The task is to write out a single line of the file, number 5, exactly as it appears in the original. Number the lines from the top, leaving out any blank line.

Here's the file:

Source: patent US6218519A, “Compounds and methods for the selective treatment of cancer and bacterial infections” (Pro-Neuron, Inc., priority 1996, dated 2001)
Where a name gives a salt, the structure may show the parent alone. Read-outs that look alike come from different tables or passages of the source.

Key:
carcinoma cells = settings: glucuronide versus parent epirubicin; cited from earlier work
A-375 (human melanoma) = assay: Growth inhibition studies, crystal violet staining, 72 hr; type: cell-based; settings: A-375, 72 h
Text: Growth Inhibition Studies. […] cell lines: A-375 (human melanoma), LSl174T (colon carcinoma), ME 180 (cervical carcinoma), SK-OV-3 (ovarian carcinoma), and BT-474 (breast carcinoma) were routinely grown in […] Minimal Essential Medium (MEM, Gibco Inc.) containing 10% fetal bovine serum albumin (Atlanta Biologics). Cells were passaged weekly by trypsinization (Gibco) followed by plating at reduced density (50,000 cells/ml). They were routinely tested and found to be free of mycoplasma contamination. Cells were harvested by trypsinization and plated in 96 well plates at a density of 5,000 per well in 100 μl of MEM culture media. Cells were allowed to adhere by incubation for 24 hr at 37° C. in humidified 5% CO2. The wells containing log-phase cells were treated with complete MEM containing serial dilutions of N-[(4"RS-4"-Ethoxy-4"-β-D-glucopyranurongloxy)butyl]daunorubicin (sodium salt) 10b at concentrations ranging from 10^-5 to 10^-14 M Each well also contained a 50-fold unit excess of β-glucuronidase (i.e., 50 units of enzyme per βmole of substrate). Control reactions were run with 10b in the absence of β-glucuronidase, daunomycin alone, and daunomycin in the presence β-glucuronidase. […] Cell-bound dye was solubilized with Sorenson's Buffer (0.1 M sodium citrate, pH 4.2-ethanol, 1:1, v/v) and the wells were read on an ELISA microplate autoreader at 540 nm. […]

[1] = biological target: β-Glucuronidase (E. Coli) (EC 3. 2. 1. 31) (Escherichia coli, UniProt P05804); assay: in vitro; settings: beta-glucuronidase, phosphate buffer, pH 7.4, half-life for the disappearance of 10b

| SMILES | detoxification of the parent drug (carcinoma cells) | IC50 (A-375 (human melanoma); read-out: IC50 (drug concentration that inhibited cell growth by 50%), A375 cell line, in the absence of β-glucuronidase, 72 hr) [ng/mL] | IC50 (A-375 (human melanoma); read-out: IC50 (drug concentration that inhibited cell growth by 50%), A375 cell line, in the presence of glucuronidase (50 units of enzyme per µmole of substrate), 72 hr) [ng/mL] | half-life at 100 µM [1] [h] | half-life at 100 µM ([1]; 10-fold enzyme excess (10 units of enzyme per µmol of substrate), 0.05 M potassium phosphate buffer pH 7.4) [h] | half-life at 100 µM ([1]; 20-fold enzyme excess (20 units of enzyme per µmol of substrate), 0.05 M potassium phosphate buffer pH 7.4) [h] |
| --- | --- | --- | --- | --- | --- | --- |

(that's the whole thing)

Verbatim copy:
A-375 (human melanoma) = assay: Growth inhibition studies, crystal violet staining, 72 hr; type: cell-based; settings: A-375, 72 h